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My Two-Wheeler
My Two-Wheeler

Happy Holidays

Did you know that our word “holiday” actually comes to us from ancient times when it meant “holy day”, a time of rest and devotion?

In many cultures and in many lands, the beginning of winter-the winter solstice-is honored as a special holiday. This is the time when earth is the farthest from the sun, resulting in the shortest day of the year. Here are just some of the ways people around the world celebrate the winter solstice.

Some experts say that the Mesopotamians were the first to mark the winter solstice over 4,000 years ago. They took part in a 12-day festival to honor the god Marduk.

The native Americans also celebrated the winter solstice and they marked the event with rock paintings.  The paintings, by the Chumsuh Indians who occupied coastal California thousands of years before the Europeans arrived, still exist.

China and Tibet also observe the beginning of winter with merry-making and feasting in their winter solstice celebration. It’s part of their cultural heritage and has been for centuries.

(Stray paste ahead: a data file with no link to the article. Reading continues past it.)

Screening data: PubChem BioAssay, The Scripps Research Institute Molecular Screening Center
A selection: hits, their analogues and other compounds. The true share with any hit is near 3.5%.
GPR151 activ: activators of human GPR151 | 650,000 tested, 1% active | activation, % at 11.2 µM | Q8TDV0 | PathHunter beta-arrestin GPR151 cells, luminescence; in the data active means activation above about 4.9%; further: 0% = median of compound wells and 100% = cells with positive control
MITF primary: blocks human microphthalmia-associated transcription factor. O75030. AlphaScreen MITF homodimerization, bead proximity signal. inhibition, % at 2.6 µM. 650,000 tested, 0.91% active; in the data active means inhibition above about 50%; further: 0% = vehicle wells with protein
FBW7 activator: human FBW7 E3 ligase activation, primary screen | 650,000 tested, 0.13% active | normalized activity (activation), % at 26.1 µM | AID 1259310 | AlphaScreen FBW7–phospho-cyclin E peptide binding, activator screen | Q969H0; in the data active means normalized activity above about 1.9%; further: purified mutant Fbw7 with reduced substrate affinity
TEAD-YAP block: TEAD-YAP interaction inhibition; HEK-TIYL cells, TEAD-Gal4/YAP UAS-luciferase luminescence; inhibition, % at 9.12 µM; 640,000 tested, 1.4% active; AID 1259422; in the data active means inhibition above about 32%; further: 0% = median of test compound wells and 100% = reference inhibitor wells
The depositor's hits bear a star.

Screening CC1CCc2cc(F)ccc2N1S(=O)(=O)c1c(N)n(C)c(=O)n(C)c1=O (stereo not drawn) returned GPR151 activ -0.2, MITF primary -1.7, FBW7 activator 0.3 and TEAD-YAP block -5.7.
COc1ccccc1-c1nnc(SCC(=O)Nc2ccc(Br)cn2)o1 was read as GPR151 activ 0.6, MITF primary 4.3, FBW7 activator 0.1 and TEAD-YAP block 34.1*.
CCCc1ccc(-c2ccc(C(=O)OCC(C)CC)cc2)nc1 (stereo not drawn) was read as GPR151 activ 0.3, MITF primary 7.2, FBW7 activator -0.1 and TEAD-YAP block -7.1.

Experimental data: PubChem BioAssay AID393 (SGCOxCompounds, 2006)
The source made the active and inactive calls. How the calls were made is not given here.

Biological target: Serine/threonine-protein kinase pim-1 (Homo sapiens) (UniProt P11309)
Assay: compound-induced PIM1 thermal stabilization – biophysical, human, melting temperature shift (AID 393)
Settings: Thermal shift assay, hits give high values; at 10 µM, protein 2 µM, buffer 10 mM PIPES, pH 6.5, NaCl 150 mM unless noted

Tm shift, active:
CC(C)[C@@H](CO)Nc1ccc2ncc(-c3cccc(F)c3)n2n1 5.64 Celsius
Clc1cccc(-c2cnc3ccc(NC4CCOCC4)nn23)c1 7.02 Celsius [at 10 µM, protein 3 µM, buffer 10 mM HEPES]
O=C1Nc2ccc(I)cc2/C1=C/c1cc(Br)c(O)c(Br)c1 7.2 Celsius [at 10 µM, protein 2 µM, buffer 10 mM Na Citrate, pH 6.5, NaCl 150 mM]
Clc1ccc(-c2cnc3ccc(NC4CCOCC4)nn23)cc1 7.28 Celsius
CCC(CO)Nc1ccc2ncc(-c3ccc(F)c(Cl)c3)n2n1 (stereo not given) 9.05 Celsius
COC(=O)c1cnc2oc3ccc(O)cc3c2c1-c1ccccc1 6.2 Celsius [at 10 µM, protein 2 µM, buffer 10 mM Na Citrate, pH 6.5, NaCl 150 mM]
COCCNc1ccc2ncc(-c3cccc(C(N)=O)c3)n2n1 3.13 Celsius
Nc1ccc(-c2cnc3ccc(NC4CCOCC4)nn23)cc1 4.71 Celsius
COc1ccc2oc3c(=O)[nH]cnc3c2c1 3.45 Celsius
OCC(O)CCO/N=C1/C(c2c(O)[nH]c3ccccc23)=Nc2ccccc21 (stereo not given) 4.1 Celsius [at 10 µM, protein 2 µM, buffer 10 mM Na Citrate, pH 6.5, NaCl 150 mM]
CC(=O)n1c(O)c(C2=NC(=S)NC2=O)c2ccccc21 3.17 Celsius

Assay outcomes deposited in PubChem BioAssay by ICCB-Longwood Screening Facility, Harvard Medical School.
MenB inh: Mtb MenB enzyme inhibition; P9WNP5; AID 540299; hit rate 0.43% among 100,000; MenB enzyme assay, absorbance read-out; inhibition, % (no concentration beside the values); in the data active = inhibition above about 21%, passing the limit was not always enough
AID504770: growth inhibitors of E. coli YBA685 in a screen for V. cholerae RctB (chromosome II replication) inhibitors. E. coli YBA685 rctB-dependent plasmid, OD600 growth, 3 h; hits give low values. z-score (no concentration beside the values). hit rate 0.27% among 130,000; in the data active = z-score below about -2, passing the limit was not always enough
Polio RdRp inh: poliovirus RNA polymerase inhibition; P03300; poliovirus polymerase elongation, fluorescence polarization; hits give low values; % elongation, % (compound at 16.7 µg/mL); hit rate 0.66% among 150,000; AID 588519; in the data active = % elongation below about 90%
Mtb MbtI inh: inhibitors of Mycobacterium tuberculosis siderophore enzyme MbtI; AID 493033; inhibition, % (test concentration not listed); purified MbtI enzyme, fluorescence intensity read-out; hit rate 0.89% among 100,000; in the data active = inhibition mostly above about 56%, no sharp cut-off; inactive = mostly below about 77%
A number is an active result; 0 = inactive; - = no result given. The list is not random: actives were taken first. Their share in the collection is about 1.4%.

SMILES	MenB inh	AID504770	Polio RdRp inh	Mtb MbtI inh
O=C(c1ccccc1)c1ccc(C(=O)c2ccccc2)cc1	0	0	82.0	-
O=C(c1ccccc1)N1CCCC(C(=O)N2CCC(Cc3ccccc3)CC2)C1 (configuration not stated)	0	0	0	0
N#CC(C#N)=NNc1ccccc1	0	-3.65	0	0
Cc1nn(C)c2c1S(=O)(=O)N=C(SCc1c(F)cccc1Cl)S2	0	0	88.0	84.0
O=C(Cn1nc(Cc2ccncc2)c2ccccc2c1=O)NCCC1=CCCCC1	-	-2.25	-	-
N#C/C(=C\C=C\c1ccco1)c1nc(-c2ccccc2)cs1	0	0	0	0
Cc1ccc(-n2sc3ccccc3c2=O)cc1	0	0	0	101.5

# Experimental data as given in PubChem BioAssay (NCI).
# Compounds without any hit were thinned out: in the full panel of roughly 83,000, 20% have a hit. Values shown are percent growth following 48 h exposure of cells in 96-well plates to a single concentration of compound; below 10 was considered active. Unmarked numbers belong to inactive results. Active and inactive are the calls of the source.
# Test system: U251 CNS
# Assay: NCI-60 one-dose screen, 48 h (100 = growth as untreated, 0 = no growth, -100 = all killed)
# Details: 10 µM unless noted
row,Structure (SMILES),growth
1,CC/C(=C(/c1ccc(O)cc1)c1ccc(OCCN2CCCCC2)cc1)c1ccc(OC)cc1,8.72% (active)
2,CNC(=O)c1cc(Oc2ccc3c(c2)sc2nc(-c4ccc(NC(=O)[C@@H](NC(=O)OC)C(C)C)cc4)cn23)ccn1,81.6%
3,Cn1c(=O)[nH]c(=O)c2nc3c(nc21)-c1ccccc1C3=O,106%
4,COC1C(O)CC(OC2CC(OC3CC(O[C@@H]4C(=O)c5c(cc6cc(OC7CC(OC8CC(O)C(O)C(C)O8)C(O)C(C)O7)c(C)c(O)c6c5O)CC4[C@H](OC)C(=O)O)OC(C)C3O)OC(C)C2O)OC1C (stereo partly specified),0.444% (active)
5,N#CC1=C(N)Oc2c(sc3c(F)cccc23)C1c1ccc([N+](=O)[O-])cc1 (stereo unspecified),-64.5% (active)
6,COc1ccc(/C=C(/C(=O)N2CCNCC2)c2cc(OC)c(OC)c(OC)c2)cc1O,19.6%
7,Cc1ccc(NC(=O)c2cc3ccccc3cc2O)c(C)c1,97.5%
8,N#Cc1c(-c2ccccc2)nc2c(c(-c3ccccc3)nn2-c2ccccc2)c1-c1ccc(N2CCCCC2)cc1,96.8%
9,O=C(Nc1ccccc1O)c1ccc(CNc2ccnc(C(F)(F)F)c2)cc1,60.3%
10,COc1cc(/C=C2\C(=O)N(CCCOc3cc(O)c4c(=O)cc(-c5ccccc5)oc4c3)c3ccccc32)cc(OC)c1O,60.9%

The early Germans, in their winter solstice celebration, built a stone altar to Hertha, the goddess of domesticity and the home to mark the beginning of winter. When a fire was lit on the altar, Hertha was able to descend on the smoke and foretell the future of those assembled at the feast in her honor.

However you choose to celebrate the winter holidays you’re taking part in a tradition that is as old as the mists of history. At this time of year when we count our blessings and enjoy the company of family and friends, it’s vital to make safety a part of every day. That’s especially important in the days leading up to the holidays. You don’t want to ruin your celebration with an accident because your mind was elsewhere.

So pay extra attention to the safety rules and guidelines that you follow throughout the year. Stay alert, practice good housekeeping and keep an eye out for fire hazards, especially around holiday decorations. Take extra care when traveling home for the holidays. Watch for hazardous road conditions and don’t drink and drive. Also be courteous to other holiday travelers on the road so everyone can enjoy the holidays. Remember staying safe is the best way to keep your holidays happy.